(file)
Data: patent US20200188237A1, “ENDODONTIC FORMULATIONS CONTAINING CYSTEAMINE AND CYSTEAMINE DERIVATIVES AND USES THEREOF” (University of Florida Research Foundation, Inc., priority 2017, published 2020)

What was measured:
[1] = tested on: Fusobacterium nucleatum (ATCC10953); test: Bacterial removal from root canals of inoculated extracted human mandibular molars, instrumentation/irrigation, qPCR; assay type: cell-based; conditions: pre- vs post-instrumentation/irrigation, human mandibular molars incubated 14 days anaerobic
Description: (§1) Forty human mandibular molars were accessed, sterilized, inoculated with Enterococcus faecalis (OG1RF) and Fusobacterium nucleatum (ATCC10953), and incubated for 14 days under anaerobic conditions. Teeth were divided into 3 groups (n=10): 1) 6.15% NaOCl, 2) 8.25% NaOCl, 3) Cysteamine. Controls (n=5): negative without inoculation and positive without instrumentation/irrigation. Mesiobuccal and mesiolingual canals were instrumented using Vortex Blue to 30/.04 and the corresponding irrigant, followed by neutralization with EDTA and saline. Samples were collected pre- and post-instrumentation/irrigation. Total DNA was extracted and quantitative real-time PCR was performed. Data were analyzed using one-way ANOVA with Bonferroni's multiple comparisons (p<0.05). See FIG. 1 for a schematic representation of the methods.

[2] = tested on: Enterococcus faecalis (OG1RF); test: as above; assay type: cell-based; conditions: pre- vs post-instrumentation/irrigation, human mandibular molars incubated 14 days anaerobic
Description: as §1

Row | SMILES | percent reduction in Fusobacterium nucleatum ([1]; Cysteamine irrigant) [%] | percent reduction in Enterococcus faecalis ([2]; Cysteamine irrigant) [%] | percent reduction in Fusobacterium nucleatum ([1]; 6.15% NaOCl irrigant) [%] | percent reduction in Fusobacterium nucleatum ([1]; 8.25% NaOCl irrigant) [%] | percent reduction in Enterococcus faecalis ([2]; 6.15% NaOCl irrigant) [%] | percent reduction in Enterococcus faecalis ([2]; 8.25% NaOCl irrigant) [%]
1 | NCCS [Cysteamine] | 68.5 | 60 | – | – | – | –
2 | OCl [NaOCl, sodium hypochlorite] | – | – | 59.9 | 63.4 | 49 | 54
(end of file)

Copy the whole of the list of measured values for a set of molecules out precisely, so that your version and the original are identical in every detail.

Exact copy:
Data: patent US20200188237A1, “ENDODONTIC FORMULATIONS CONTAINING CYSTEAMINE AND CYSTEAMINE DERIVATIVES AND USES THEREOF” (University of Florida Research Foundation, Inc., priority 2017, published 2020)

What was measured:
[1] = tested on: Fusobacterium nucleatum (ATCC10953); test: Bacterial removal from root canals of inoculated extracted human mandibular molars, instrumentation/irrigation, qPCR; assay type: cell-based; conditions: pre- vs post-instrumentation/irrigation, human mandibular molars incubated 14 days anaerobic
Description: (§1) Forty human mandibular molars were accessed, sterilized, inoculated with Enterococcus faecalis (OG1RF) and Fusobacterium nucleatum (ATCC10953), and incubated for 14 days under anaerobic conditions. Teeth were divided into 3 groups (n=10): 1) 6.15% NaOCl, 2) 8.25% NaOCl, 3) Cysteamine. Controls (n=5): negative without inoculation and positive without instrumentation/irrigation. Mesiobuccal and mesiolingual canals were instrumented using Vortex Blue to 30/.04 and the corresponding irrigant, followed by neutralization with EDTA and saline. Samples were collected pre- and post-instrumentation/irrigation. Total DNA was extracted and quantitative real-time PCR was performed. Data were analyzed using one-way ANOVA with Bonferroni's multiple comparisons (p<0.05). See FIG. 1 for a schematic representation of the methods.

[2] = tested on: Enterococcus faecalis (OG1RF); test: as above; assay type: cell-based; conditions: pre- vs post-instrumentation/irrigation, human mandibular molars incubated 14 days anaerobic
Description: as §1

Row | SMILES | percent reduction in Fusobacterium nucleatum ([1]; Cysteamine irrigant) [%] | percent reduction in Enterococcus faecalis ([2]; Cysteamine irrigant) [%] | percent reduction in Fusobacterium nucleatum ([1]; 6.15% NaOCl irrigant) [%] | percent reduction in Fusobacterium nucleatum ([1]; 8.25% NaOCl irrigant) [%] | percent reduction in Enterococcus faecalis ([2]; 6.15% NaOCl irrigant) [%] | percent reduction in Enterococcus faecalis ([2]; 8.25% NaOCl irrigant) [%]
1 | NCCS [Cysteamine] | 68.5 | 60 | – | – | – | –
2 | OCl [NaOCl, sodium hypochlorite] | – | – | 59.9 | 63.4 | 49 | 54